I powered on through to Billings and made a dash for the North Dakota border hoping to camp somewhere before Bismarck. I wanted to get up early and catch a road-grub breakfast before driving the mind-numbing flatlands during daytime. My friend, Tom in Chicago loaded up my Ipod with something like 4000 Grateful Dead tunes so I had some old PigPen numbers grinding me right through the darkness. I was following a small canyon along the Yellowstone River when Bambi stepped onto the highway and stared me down.

Bambi was a female white-tailed deer that I’m guessing was pushing 220 lbs. I locked eyes with her and while slamming on my anti-locks, channeled this message:

“Listen honey, you know that if I swerve this car going 80 mph, it’s gonna kill me, so that’s just not in the cards. I suggest you scamper back off the road just like you hopped on it.”

Her glassy glowing red eyes filled with fear and her telepathy matched mine saying:

“Sir, you know I’m a dumb animal and even though I know I should be backing off here, there’s something in my breeding that just won’t allow me to do that. So while I’d appreciate the swerve on your part, I do realize that’s probably not what’s going to occur here. Sorry ‘bout the damage.”

Jerry, Phil and Bob dropped their axes and winced waiting for the impact – Pigpen and the drummers kept playing.

The interaction probably took about .9 seconds in real-time, but we really did have a nice discussion about it. And then Bambi, standing parallel to my hood, blew into more pieces than there are stars in the Milky Way.

In an instant my windshield was completely covered in green cud and I was calculating the odds that I would soon fly into a ditch. I kept braking and pushed wiper fluid like it was saline into dehydrated elephant. Soon enough I had a clear vein that I could see through. Amazingly, I was still on the road and the car was still running. Then I heard a loud thump as Bambi’s carcass slid off the destroyed grill and rolled under the chassis. Something caught on the muffler and dragged for another mile or so, just long enough to distract me from the fact that the temperature needle was slowly rising toward the H.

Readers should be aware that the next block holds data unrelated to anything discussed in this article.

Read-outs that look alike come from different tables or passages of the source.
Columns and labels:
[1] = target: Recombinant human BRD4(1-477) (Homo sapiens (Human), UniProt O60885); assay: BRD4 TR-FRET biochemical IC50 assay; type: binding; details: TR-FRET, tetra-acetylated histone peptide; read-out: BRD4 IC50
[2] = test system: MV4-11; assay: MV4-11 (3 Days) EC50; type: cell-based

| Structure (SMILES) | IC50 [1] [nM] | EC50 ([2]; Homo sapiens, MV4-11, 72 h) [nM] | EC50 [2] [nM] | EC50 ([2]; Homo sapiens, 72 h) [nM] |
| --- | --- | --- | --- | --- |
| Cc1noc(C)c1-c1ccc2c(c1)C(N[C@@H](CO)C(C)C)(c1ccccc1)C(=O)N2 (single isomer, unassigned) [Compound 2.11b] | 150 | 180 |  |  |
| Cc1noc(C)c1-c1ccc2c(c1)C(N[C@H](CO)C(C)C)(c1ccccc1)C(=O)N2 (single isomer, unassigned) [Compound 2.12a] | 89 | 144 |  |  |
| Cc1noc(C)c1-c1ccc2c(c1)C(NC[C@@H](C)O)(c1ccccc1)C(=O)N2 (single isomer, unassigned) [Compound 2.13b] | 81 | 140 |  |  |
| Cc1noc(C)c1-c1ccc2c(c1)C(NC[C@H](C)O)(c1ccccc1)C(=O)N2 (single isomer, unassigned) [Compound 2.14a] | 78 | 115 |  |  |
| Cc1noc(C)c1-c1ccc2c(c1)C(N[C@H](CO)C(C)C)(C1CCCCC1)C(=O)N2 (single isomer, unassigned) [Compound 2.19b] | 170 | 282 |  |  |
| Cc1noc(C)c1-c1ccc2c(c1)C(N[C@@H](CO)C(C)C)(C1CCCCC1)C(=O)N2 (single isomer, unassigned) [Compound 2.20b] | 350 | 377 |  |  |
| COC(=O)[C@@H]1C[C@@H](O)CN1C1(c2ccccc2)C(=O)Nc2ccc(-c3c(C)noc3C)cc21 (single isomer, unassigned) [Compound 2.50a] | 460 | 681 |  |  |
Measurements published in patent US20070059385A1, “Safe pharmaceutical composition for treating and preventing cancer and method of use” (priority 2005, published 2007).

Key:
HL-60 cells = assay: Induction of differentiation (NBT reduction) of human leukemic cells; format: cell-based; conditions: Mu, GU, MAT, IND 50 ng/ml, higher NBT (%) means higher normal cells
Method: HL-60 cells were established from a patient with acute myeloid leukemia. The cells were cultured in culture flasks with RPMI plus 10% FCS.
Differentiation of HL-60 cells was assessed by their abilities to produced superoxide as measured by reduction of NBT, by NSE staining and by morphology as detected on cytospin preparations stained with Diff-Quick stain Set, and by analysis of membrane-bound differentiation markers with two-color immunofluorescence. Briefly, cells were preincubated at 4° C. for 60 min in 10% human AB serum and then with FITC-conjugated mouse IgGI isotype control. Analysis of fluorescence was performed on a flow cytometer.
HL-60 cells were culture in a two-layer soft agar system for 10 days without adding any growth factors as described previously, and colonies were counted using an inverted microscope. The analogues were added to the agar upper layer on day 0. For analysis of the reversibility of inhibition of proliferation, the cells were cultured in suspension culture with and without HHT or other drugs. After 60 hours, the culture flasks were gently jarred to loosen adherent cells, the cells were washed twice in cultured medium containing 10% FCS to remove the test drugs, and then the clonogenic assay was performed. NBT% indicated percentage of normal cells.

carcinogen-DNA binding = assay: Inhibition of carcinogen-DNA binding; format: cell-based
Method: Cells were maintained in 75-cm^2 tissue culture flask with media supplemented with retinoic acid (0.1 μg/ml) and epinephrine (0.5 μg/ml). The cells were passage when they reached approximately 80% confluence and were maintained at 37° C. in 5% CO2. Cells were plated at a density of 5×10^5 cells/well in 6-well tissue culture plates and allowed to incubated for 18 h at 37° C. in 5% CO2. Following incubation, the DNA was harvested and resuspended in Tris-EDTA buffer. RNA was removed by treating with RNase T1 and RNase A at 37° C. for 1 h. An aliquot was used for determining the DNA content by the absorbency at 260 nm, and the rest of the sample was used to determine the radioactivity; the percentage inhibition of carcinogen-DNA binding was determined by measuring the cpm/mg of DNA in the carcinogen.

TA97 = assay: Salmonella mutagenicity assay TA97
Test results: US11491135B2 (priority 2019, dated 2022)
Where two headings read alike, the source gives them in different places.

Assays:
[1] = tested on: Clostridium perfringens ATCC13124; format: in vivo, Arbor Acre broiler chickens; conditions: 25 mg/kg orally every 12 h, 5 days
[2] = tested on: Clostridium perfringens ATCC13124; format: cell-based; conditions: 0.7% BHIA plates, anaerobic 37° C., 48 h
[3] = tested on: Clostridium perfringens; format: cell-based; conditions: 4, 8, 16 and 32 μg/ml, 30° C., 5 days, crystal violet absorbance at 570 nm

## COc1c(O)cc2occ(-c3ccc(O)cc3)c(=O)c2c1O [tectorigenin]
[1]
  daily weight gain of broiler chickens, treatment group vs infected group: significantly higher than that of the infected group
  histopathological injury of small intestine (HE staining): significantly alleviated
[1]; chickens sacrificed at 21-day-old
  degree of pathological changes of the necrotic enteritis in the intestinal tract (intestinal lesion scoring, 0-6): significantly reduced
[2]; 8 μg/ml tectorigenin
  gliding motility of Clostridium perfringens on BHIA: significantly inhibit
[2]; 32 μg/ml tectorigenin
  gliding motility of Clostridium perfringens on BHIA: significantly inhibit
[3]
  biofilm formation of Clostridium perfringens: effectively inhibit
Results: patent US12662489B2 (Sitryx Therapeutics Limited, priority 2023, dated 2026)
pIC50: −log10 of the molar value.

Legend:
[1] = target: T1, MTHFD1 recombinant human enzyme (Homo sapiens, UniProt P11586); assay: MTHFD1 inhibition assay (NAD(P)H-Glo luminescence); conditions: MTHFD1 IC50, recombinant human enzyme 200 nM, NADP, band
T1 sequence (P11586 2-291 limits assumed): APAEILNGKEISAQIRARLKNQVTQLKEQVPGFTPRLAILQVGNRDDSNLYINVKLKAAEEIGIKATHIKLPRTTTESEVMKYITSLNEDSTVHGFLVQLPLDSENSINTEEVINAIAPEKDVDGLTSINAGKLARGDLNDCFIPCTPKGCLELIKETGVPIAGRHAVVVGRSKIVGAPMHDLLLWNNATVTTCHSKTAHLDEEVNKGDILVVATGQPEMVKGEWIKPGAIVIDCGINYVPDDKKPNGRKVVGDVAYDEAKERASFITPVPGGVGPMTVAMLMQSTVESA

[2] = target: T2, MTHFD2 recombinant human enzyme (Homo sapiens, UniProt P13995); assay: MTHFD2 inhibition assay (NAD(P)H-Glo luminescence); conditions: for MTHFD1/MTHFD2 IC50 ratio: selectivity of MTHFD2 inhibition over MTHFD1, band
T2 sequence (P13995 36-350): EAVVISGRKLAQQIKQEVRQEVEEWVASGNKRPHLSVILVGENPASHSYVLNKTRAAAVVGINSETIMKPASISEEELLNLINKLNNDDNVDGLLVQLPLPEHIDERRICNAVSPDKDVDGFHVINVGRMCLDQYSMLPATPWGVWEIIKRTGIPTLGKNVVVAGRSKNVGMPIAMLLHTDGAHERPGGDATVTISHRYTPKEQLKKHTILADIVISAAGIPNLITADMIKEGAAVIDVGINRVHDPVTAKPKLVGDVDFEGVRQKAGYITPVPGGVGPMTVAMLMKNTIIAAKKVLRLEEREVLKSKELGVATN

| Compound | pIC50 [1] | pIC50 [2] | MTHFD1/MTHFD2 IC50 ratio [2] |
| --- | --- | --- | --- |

I was four miles from the town of Hysham and praying that I could get myself off the big road to some kind of repair shop. I slowed down to 35 MPH and waddled off I94 driving the final dark two miles to the lifeless hamlet of Hysham. The only lights on in town were at a convenience store, but luckily enough, the woman at the counter wasn’t a zitty-faced nimrod, but the actual owner. She took one look at my van, made two phone calls and within 10 minutes the van was being loaded onto a trailer.

The wreck driver took one look at the murder scene and declared the culprit van would have to do some time for this act. The closest shop was 30 miles away in Forsyth and it would be at least a couple days before he could get parts.

I couldn’t climb up into the truck, so the local sheriff who’d stopped by to see the mess offered to drive me to the motel in Forsyth. We caravanned along the state road with the sheriff telling me that he’d like to shoot more deer, but seems like they keep about 50 percent of the business in town afloat. "Deer accidents is big business ‘round here!" he bragged.